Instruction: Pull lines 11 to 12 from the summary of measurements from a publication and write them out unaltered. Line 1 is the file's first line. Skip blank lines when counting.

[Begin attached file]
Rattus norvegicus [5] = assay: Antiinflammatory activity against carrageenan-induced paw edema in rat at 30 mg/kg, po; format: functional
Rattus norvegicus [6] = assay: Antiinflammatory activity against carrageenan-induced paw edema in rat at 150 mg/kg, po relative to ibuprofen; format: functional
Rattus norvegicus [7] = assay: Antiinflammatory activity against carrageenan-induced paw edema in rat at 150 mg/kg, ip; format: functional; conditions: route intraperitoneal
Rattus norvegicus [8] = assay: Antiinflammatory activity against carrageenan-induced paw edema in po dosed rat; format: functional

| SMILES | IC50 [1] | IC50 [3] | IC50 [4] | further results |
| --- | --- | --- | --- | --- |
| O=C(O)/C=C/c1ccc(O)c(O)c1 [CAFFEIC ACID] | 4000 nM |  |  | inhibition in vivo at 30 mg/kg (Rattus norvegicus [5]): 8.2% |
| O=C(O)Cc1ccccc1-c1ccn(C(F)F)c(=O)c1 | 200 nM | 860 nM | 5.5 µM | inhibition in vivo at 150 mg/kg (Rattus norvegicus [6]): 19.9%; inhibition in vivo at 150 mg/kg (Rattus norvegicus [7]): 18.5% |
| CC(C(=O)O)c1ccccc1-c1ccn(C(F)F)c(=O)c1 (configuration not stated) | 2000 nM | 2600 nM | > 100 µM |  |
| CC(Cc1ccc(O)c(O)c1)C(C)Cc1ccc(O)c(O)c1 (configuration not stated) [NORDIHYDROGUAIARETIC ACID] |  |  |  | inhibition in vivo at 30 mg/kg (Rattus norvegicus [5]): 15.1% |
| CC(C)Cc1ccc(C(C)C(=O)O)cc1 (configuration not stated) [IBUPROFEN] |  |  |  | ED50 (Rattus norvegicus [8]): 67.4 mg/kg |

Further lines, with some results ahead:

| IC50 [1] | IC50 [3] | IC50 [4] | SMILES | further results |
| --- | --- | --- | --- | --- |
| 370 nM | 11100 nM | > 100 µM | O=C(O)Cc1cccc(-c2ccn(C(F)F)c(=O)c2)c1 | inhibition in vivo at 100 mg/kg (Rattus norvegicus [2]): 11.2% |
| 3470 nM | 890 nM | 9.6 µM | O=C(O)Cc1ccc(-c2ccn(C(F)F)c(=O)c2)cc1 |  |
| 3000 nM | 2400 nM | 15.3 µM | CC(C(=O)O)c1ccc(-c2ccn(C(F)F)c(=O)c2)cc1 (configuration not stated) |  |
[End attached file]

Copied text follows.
| CC(C)Cc1ccc(C(C)C(=O)O)cc1 (configuration not stated) [IBUPROFEN] |  |  |  | ED50 (Rattus norvegicus [8]): 67.4 mg/kg |

Further lines, with some results ahead: